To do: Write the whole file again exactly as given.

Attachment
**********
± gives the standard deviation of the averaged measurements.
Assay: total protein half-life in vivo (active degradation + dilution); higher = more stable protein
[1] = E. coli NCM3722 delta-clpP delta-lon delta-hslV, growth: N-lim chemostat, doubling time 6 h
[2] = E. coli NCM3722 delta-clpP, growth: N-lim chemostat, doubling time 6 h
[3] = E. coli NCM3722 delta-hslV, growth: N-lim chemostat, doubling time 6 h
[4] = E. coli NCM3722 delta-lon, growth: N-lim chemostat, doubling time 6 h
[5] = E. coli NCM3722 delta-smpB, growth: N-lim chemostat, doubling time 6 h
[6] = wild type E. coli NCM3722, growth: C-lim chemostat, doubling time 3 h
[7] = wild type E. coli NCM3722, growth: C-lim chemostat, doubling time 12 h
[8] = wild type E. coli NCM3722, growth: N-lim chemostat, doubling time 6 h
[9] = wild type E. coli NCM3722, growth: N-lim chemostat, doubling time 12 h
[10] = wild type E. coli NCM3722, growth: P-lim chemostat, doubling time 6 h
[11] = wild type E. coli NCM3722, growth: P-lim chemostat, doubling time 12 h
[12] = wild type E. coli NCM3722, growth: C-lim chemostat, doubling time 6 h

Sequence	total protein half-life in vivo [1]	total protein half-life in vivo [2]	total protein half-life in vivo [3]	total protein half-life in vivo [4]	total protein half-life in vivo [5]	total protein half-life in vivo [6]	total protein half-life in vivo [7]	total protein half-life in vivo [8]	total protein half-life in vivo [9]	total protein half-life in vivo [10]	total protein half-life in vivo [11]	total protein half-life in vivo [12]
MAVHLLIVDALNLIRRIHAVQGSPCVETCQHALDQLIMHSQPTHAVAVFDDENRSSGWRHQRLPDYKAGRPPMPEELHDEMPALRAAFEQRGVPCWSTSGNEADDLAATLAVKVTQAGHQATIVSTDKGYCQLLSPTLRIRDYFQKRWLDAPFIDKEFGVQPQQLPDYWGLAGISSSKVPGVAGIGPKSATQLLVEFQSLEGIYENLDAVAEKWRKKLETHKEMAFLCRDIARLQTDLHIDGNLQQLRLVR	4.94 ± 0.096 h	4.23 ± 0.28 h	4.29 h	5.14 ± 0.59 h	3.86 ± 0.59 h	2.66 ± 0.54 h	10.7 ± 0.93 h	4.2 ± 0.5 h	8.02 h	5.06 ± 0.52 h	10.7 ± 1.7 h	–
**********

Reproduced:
± gives the standard deviation of the averaged measurements.
Assay: total protein half-life in vivo (active degradation + dilution); higher = more stable protein
[1] = E. coli NCM3722 delta-clpP delta-lon delta-hslV, growth: N-lim chemostat, doubling time 6 h
[2] = E. coli NCM3722 delta-clpP, growth: N-lim chemostat, doubling time 6 h
[3] = E. coli NCM3722 delta-hslV, growth: N-lim chemostat, doubling time 6 h
[4] = E. coli NCM3722 delta-lon, growth: N-lim chemostat, doubling time 6 h
[5] = E. coli NCM3722 delta-smpB, growth: N-lim chemostat, doubling time 6 h
[6] = wild type E. coli NCM3722, growth: C-lim chemostat, doubling time 3 h
[7] = wild type E. coli NCM3722, growth: C-lim chemostat, doubling time 12 h
[8] = wild type E. coli NCM3722, growth: N-lim chemostat, doubling time 6 h
[9] = wild type E. coli NCM3722, growth: N-lim chemostat, doubling time 12 h
[10] = wild type E. coli NCM3722, growth: P-lim chemostat, doubling time 6 h
[11] = wild type E. coli NCM3722, growth: P-lim chemostat, doubling time 12 h
[12] = wild type E. coli NCM3722, growth: C-lim chemostat, doubling time 6 h

Sequence	total protein half-life in vivo [1]	total protein half-life in vivo [2]	total protein half-life in vivo [3]	total protein half-life in vivo [4]	total protein half-life in vivo [5]	total protein half-life in vivo [6]	total protein half-life in vivo [7]	total protein half-life in vivo [8]	total protein half-life in vivo [9]	total protein half-life in vivo [10]	total protein half-life in vivo [11]	total protein half-life in vivo [12]
MAVHLLIVDALNLIRRIHAVQGSPCVETCQHALDQLIMHSQPTHAVAVFDDENRSSGWRHQRLPDYKAGRPPMPEELHDEMPALRAAFEQRGVPCWSTSGNEADDLAATLAVKVTQAGHQATIVSTDKGYCQLLSPTLRIRDYFQKRWLDAPFIDKEFGVQPQQLPDYWGLAGISSSKVPGVAGIGPKSATQLLVEFQSLEGIYENLDAVAEKWRKKLETHKEMAFLCRDIARLQTDLHIDGNLQQLRLVR	4.94 ± 0.096 h	4.23 ± 0.28 h	4.29 h	5.14 ± 0.59 h	3.86 ± 0.59 h	2.66 ± 0.54 h	10.7 ± 0.93 h	4.2 ± 0.5 h	8.02 h	5.06 ± 0.52 h	10.7 ± 1.7 h	–